The Firkin Founder’s Tale of the first recorded mention of whisky, and the bottle created 500 years later to celebrate that historic event.
Who made the first whisky?
It was a bleak afternoon in Scotland in 1494, so traditional weather even back then. Two years earlier Columbus had failed to actually find America so nobody cared, but here in 1494, in the kingdom of Fife, the ancient seat of the Scottish Kings, King James IV was having a real bad hair day. Again.
King James IV posing for a “Hawkwind” album cover
King James, or Jamie to his high-born mates, was not only rocking a 70’s rock mane but was freezing bloody cold, and worst of all, had run out of his favourite ‘hard liquor”. Actually, James was a great Renaissance King and supported the arts and sciences, but kept a special place in his heart, and liver, for hard liquor. Being a patron in the 1400s meant you had monks on call, so he sent a runner for his most faithful apothecary/brewer, the venerable Friar John Cor.
Friar Cor, monk and the first whisky maker
Friar Cor was a Tironensian monk. His order were famous as master craftsmen who built, and occupied, monasteries across Europe. More importantly, they also indulged an obvious penchant for booze. We have many a monk to thank for such divine inspiration. Friar Cor, of course but also his French counterpart, the one and only Benedictine Abbott Dom Perignon for the genius notion of adding bubbles to wine, clearly a champagne moment.
Meanwhile back at the palace: Friar John has arrived having legged it from the Abbey. He hears the king’s demand, bows deeply and dictates to the royal scribe: “To Brother John Cor, by order of the King, to make aqua vitae VIII bolls of malt”.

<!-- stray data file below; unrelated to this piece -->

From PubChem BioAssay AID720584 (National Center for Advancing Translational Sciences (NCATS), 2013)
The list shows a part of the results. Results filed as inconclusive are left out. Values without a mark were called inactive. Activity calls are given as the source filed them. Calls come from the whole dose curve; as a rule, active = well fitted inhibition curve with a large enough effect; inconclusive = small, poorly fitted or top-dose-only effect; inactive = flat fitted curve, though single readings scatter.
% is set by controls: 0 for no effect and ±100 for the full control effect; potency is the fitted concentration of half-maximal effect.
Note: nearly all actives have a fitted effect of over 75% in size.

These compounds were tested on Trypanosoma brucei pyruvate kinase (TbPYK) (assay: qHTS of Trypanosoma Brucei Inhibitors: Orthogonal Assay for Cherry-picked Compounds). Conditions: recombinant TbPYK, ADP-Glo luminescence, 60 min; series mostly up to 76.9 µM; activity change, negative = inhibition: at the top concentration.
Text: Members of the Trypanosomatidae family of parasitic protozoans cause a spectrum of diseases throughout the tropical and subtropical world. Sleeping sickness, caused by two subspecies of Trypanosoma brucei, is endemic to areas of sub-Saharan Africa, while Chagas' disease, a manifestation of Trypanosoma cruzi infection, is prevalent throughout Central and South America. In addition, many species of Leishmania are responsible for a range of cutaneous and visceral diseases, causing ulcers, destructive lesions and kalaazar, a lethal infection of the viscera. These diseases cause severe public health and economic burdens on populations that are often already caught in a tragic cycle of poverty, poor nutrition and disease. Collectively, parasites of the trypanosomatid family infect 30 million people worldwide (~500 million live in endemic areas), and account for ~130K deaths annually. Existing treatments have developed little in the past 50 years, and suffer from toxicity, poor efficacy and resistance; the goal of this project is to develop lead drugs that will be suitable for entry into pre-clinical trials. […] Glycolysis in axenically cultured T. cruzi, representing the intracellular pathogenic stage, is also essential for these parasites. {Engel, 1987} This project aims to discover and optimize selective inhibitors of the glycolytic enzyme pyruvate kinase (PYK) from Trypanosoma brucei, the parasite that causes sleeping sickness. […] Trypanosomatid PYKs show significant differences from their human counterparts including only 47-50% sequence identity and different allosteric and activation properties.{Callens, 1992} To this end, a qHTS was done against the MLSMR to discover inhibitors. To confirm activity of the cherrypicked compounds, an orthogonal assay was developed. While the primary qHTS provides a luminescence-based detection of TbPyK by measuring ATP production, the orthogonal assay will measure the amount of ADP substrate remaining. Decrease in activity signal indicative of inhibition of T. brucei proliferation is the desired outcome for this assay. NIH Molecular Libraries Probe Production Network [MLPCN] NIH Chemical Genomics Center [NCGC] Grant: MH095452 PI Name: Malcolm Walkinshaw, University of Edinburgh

The very first whisky
Aqua Vitae translates from Latin as "water of life". So obviously the good stuff.
Have archaeologists discovered Friar Cor’s whisky still at Lindores Abbey?
The order is sent and soon the Abbey at Fife is ringing to the happy sounds of malt being mashed. Now whether James was just happy to get a good supply going, or Friar John had fudged the numbers, everyone was going to be happy. This was due to the simple fact that 8 bolls of malt would actually make up to 800 gallons of whisky. Suffice to say, the parties at the palace would have been a lot of fun. There would’ve been many a Scottish noble pushing to get on the A list to enjoy a fearsome dram or two.
The rest is history and the Scots lay claim to inventing whisky as this was the first written record of “whisky”.
Friar John Cor Quincentenary
Fast forward 500 years to 1994 and it was time to celebrate the quincentenary of Scotch Whisky.
The lairds at the Landmark House, perched on the banks of the river Thames, issued a decree: “Go forth and choose great whiskies to produce a 5-century celebration of Scotch whisky for the good folk at the Scotch Whisky Association and all the great and the good north of the border”.
And so, it fell to your Firkin Founder, Mike Collings to call upon the venerable Jago and then ventured forth to ask the famed artisan Gerry, to create a tribute fitting to the noble Friar. And so, the Friar John Cor Quincentenary bottle was created… another milestone for the Firkin Founder.
Friar John Cor Quincentenary whisky
So, raise your glasses to all those folks who are busy producing old classics or new styles of whisky for us all to enjoy. Here endeth the Firkin Lesson.
Written by Mike Collings, Founder, Firkin Whisky Co. & Nick Venus, Whisky Lover and Raconteur.